After the Roman emperor Constantine ‘converted’ to Christianity at the Milvian Bridge in 312, he combined the worship of the sun god with worship of Christ. Many of the Christian leaders at that time accepted Constantine’s conversion in a positive light, irrespective of whether he was sincere or converted for political purposes, and seized on the opportunity to celebrate the “Christ-mass” as a vital part of the process of converting the pagan world.

But even long before Constantine, Christians found ways to redeem local cultures and salvage elements in those cultures that naturally pointed to Christ, whether Hebrew, Syrian, Greek, or Roman. They denounced inhumane pagan practices, but at the same time took over pagan temples and converted them to churches. They replaced the old gods in popular devotion with heroic martyrs of the persecutions. And they replaced the holy days of paganism with festivals of the Christian year.

An example could be the early pagan ritual of lighting candles to drive away the forces of cold and darkness. The Christians of the time adopted that tradition making it their own. Today, is it highly unlikely that our hearts are drawn to those early pagans as we light our candles, rather we rejoice in our Saviour, the Light of the World as John speaks to in his gospel.

“In him was life, and the life was the light of men. The light shines in the darkness, and the darkness has not overcome it. There was a man sent from God, whose name was John. He came as a witness, to bear witness about the light, that all might believe through him. He was not the light, but came to bear witness about the light. The true light, which gives light to everyone, was coming into the world.” – John 1:4

As for the Druid offering a gift to his goat. I think it’s safe to say that instead of giving any credence to the history of idolatry, we instead remember, as we should, the gifts given to the Christ-child by the Magi. Jesus was the greatest gift ever given, and therefore his birth is worthy of celebration and gifts worthy to be shared as a symbol of God’s giving heart.

Facts are however, that the beginnings of many Christmas traditions are so obscure that reference books and internet sites contradict one another on the details. Some of our most popular and beloved Christmas symbols are in fact entirely Christian, and were never part of any pagan religion anywhere. At the same time, some Christmas traditions undoubtedly do have their origins in the pagan past.

So, what do we do – or not do? If you are like my friend and are fully convinced that you cannot, in good conscience, observe a particular Christmas tradition, then please, by all means do not observe it. If you are fully convinced that a particular tradition is too steeped in paganism to honour God in any way, by all means forsake that tradition. At the same time, if you are fully convinced that you can honour and worship God through a particular tradition, then please honour and worship God.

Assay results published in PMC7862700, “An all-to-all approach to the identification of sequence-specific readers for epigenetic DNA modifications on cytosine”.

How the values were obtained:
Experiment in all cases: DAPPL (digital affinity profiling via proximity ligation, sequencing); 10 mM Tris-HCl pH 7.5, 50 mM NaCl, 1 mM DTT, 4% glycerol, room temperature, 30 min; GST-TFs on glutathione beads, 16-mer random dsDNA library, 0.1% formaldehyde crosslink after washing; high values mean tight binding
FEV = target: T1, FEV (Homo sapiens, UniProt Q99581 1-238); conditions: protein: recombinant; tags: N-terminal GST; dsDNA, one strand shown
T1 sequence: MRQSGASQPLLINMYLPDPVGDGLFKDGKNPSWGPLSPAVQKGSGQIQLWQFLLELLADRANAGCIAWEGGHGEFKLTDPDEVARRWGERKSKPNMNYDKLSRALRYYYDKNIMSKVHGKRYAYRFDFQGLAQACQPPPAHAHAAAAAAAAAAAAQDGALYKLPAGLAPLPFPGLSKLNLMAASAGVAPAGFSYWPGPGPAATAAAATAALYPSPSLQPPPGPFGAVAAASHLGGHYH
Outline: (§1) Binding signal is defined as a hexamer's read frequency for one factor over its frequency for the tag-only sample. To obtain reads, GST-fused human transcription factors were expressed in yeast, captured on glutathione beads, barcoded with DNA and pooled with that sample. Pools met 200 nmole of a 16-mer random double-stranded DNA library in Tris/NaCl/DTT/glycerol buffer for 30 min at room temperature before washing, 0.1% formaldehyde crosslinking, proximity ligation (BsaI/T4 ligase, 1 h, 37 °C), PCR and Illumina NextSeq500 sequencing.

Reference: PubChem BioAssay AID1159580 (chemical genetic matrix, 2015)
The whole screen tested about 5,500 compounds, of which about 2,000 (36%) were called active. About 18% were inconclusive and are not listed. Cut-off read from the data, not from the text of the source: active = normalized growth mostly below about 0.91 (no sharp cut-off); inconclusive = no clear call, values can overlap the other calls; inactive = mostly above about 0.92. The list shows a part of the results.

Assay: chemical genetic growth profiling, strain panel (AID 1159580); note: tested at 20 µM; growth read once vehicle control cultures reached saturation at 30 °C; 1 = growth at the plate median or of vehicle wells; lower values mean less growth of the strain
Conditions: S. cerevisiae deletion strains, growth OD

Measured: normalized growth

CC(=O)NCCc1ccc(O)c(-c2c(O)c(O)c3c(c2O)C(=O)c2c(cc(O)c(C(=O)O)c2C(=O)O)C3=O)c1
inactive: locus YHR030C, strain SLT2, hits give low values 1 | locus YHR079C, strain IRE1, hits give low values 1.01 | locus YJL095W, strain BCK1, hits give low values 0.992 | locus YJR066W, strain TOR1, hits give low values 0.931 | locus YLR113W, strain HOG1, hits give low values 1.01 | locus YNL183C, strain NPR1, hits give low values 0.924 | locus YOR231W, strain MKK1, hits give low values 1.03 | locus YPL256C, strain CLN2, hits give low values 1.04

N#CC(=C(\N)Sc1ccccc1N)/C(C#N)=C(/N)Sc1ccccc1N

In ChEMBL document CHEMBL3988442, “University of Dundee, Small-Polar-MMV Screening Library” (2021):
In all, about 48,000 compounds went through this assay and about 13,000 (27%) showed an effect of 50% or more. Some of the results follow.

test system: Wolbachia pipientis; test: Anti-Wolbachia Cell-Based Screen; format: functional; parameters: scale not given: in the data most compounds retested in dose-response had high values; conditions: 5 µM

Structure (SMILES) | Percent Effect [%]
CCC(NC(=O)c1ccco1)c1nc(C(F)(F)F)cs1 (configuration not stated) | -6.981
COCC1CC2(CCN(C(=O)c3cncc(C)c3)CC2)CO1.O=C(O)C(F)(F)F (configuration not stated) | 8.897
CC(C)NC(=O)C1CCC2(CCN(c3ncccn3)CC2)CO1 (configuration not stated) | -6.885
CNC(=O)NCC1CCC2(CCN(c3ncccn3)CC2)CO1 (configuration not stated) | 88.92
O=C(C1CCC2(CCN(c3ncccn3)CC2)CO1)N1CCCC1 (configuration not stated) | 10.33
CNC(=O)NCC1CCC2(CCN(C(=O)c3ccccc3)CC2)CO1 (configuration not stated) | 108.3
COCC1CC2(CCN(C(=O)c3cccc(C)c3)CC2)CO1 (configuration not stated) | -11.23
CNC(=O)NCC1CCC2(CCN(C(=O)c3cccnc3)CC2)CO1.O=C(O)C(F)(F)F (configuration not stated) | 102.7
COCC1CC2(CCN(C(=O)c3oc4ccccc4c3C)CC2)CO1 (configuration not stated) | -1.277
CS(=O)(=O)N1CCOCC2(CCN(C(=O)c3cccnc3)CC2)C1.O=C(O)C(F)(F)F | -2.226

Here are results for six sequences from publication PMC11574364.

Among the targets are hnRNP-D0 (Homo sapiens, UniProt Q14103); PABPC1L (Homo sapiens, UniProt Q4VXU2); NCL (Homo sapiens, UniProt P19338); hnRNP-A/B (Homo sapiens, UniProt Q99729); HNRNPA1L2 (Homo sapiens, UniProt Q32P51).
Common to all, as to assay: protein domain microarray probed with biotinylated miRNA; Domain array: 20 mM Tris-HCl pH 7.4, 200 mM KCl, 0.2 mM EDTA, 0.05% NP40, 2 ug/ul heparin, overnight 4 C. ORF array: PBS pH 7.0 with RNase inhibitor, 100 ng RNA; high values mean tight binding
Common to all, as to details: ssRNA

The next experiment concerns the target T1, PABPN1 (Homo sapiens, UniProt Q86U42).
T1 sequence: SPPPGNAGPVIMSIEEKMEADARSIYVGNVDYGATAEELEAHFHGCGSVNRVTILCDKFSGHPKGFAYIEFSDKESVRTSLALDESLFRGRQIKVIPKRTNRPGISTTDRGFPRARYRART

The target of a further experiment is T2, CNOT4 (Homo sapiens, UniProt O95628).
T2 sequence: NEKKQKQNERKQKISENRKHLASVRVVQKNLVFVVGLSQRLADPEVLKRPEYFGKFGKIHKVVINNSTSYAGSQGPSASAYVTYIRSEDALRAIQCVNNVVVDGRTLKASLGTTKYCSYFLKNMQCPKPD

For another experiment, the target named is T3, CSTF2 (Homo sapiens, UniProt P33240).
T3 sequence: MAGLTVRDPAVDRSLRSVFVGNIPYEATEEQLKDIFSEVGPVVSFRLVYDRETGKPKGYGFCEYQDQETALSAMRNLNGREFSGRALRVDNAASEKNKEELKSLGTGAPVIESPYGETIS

I believe that this is an example where the Romans 14 passage applies. One person esteems one day as better than another, while another esteems all days alike. Each one should be fully convinced in his own mind.” – Romans 14:5

In the end, what is important is not the origins of traditions, but their significance to us today as believers in the Son of God. For Christians, we celebrate because of the significance seen in the birth of our Saviour, and the traditions remind us of that momentous event that changed the world forever.

But more importantly, the traditions we share help tell the Christmas story about God tracking us down to find us and reveal himself to a sin filled world because he wanted us to know him. Words weren’t enough and so he came to be with us because we could not get to him. He took the form of man, incarnate in the person of Jesus Christ and lived among us to show us a better way.

Image that, God came as a baby who grew to be a man and walked, talked and fellowshipped with humanity in the person of Jesus – the prince of peace. And as the Prince of Peace we can finally be reconciled with God the father and enjoy peace with him as we were originally created to enjoy.

One final thought. December 25 was not mentioned in the biblical narrative as the day Jesus was born, and, as such, we can’t be dogmatic about it one way or the other. But even if the date is completely wrong, there is still the opportunity for thousands of people who wouldn’t go to church any other time of the year to go on Christmas day and hear the gospel of Christ.

That should count for something I think. That being the case…

Let the celebration begin!